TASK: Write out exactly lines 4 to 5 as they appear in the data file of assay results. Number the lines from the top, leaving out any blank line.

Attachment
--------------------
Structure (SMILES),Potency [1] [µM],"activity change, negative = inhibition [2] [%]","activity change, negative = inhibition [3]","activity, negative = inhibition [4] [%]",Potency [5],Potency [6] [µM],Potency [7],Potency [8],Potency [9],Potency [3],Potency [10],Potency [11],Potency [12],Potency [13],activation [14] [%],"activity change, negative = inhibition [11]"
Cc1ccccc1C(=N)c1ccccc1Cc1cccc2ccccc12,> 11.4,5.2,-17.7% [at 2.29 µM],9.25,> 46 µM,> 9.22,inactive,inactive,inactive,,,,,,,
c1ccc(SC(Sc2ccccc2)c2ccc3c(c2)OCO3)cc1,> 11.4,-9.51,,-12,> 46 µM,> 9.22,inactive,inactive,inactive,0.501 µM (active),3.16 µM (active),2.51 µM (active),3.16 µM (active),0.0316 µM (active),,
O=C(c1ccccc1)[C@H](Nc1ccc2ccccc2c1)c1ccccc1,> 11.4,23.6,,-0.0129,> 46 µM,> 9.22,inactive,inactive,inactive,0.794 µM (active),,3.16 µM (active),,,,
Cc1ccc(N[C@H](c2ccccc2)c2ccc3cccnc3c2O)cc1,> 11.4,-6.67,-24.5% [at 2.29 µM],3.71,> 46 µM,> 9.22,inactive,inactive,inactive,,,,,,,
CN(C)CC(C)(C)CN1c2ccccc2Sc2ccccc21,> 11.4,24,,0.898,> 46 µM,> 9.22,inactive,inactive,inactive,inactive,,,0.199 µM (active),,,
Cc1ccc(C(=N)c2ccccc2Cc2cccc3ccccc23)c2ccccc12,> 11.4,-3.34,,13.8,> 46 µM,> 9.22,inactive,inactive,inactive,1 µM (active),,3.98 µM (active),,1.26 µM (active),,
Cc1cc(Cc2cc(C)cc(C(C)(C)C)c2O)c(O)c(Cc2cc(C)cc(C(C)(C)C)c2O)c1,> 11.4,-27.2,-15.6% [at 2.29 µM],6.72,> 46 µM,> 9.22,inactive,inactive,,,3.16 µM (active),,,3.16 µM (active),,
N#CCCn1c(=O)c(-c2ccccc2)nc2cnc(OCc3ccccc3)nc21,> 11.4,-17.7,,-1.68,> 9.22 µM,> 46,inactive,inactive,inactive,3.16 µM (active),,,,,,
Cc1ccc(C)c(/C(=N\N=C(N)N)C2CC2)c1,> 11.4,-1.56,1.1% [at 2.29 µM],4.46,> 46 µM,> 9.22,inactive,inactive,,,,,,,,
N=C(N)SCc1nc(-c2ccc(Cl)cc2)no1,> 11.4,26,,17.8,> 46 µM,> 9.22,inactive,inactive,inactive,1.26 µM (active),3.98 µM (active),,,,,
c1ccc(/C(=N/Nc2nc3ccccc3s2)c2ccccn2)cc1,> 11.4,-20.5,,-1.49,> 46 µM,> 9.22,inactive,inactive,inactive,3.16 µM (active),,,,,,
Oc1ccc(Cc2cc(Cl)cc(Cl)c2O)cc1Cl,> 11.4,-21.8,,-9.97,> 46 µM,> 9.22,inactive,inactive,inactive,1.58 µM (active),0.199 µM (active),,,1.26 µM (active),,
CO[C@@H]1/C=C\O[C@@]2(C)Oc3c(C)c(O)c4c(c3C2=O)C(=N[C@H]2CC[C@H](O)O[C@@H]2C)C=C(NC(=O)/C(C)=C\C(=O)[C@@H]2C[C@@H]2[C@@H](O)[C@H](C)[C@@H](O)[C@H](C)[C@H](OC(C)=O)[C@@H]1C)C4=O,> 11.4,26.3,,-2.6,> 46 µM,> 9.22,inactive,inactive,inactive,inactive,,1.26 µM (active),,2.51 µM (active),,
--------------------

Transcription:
O=C(c1ccccc1)[C@H](Nc1ccc2ccccc2c1)c1ccccc1,> 11.4,23.6,,-0.0129,> 46 µM,> 9.22,inactive,inactive,inactive,0.794 µM (active),,3.16 µM (active),,,,
Cc1ccc(N[C@H](c2ccccc2)c2ccc3cccnc3c2O)cc1,> 11.4,-6.67,-24.5% [at 2.29 µM],3.71,> 46 µM,> 9.22,inactive,inactive,inactive,,,,,,,